Last week, David Drexler sent photos showing that the bike and pedestrian path on Santa Monica’s California Incline was closed.
The city had shut it down to keep people from traveling down to the closed beaches and bike path.
Today he sends another one from over the weekend showing just what good it did.
Then again, blocking the bike path and threatening violators with arrest doesn’t seem to be stopping anyone, either.
On the other hand, Drexler also reports the long awaited bike path improvement through Marina Del Rey is finally ready.
I wanted to share with you these photos from yesterday of what will be one of the most popular destinations for cyclists when it fully opens later this year.
It’s the newly redesigned Marvin Braude bike path section that runs between Mindanao Way and Bali Way. When it opens there will parking for 40 bicycles, dozens of restaurants (seen on left on photos) and shops, as well as a Trader Joes that is already opened and drawing a lot of cyclists right now. It’s on the marina waterfront that will offer ticketed hourly excursions, with Burton Chase park just around the corner.
That section has such a great feel to it. This new path connects to the Ballona Creek path via Fiji Way, and the ocean paths to Santa Monica and Redondo Beach.
It’s like something you would see in Copenhagen, only better.
I would like to see more bike and pedestrian path improvement like this around LA.
This used to be the crappiest section of the bike path, through a section of the Marina that saw its best days back in the ’70s.
Nice to see such a good upgrade.
Robert Leone forwards word that the bike route through Camp Pendleton from Las Pulgas Gate to the State Park gate will be closed for military operations next week while the Marines blow shit up and stuff.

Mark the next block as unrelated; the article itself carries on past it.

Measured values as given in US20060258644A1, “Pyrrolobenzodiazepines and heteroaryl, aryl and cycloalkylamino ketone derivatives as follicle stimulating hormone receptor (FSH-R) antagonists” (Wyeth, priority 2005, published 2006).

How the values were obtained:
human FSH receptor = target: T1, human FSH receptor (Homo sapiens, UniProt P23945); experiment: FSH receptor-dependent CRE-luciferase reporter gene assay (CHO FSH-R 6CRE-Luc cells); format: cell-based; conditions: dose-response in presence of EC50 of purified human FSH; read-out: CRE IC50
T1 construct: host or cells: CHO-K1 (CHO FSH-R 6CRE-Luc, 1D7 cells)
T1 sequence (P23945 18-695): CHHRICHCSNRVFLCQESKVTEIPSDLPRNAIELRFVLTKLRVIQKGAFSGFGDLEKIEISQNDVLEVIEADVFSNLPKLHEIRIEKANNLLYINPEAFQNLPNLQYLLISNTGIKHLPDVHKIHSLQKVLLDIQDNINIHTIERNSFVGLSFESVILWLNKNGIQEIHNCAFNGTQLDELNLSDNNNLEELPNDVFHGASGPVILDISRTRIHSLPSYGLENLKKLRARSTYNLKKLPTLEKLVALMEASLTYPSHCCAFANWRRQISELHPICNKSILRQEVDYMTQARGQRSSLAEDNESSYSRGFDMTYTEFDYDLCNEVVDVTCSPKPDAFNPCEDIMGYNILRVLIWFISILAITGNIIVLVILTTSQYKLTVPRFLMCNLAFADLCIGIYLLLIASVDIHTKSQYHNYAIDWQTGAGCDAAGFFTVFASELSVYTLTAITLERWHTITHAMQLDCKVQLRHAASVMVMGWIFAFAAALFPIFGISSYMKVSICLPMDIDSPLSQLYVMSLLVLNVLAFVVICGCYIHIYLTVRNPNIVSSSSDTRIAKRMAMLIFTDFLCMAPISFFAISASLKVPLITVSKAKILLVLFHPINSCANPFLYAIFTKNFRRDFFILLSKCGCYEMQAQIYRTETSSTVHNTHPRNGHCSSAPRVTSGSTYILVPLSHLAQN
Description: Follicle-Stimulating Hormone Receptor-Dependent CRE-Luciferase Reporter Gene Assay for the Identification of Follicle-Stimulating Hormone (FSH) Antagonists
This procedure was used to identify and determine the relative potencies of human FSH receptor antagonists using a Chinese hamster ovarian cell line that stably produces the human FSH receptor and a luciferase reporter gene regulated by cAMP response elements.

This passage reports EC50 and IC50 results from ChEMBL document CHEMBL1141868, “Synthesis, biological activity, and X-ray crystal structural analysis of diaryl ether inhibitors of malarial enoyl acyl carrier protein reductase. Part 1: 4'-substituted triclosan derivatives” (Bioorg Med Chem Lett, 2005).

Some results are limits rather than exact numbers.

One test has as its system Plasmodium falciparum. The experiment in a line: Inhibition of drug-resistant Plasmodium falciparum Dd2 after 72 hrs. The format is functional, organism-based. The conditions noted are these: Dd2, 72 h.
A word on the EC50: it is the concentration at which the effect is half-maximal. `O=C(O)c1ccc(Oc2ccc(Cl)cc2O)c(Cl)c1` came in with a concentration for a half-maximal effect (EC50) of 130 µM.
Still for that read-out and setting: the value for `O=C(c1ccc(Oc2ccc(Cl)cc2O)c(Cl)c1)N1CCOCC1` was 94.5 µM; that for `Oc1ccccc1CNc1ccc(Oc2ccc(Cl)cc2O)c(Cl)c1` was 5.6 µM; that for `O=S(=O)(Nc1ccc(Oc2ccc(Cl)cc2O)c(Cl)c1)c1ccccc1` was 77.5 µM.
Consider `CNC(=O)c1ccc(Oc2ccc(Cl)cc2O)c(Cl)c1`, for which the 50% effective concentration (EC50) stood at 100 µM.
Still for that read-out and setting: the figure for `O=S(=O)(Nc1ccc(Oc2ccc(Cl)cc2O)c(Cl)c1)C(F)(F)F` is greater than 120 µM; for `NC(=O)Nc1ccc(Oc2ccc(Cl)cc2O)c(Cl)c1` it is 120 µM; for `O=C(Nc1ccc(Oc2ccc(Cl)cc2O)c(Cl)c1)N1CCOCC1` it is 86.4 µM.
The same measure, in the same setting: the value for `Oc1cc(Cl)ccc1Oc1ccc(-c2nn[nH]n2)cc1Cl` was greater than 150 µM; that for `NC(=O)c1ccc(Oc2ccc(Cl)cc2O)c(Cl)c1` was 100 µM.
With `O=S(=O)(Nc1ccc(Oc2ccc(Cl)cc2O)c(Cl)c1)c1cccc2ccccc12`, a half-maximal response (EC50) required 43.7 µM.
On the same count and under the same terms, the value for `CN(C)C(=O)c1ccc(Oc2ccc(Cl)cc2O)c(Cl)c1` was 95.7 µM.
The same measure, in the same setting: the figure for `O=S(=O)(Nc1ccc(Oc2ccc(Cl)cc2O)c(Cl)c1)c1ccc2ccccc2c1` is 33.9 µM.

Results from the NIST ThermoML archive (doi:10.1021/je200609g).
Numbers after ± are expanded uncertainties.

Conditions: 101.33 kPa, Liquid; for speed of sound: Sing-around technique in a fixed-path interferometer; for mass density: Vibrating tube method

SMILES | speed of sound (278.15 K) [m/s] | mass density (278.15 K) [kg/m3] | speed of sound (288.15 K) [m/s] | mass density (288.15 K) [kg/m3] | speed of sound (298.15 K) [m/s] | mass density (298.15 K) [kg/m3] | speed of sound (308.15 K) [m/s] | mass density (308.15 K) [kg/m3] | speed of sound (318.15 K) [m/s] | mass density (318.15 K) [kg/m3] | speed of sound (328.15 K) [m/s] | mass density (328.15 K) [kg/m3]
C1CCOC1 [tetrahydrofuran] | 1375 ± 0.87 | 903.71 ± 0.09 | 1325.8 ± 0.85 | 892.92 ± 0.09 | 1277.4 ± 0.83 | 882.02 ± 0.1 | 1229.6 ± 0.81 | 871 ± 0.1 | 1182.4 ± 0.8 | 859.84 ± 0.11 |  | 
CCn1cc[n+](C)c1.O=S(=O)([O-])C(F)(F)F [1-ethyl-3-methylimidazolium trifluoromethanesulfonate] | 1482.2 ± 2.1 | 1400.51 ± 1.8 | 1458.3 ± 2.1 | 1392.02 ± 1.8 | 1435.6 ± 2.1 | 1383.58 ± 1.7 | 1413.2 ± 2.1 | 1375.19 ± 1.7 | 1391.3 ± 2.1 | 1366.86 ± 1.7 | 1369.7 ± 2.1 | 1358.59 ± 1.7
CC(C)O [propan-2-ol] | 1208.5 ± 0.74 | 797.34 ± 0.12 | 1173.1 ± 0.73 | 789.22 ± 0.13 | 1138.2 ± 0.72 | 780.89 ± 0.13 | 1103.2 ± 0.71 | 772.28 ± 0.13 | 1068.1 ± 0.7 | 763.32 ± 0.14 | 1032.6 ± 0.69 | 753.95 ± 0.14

Pasadena is offering free basic bike repair to people in need.
— The Plague Doctor ن (@TRutt4601) April 28, 2020
Thanks to my old friend Tim Rutt for the heads-up.
A video explains why an intersection in the middle of nowhere that appears to provide a clear view in every direction could be the most dangerous one in Great Britain.
Hint: It’s not because bike riders run the stop signs.
Thanks to Prince_of_PWNAGE for the link.
This is what it looks like when a driver pulls out in front of a bicycle on a rain-slicked street, with predictable results.
Bike thieves continue to target British doctors and nurses. Then again, a cable lock is pretty much an invitation to just take it.
— Dan Montano (@DanielMontano) April 27, 2020
Thanks to Dan Montano for forwarding the tweet.
The war on cars may be a myth, but the war on bikes goes on.
After a Denver bike rider escalated a road rage dispute by smashing a car window with his U-lock, the driver chased him down and attacked him with a machete.
A columnist for the LA Times says enjoy the light traffic while you can, because it’s not going to last.
The mayor of Encinitas is proposing a cycle track alongside Hwy 101 through the city, connecting the new Cardiff Rail Trail with the Solana Beach Rail Trail. Neither of which existed when I lived down there, of course. Thanks to Phillip Young for the heads-up.
A 20-year old Goleta driver is behind bars for allegedly running down a bike rider from behind and fleeing the scene, leaving an innocent woman to die alone in the street.
San Francisco is finally responding to repeated pleas from Bay Area residents by closing streets through Golden Gate and John McLaren Parks.
Sad news from San Francisco, where a 37-year old man suffered life-threatening injuries when he hit a curb in a solo bike crash.
Lyft is continuing to offer free e-scooter rides to critical workers through the end of next month — if you can still find one, that is. Meanwhile, Slate says dockless cooters are changing cities for the better, despite originally being seen as a sidewalk scourge.
Smart Cities wonders whether the Covid-19 cycling surge will result in lasting changes on the streets.
Maybe transit isn’t as risky as people think right now, as the executive director of a transportation policy think tank says there are much greater risks for transmitting the coronavirus. And cars aren’t all that safe, either. Thanks to Richard Risemberg for the tip.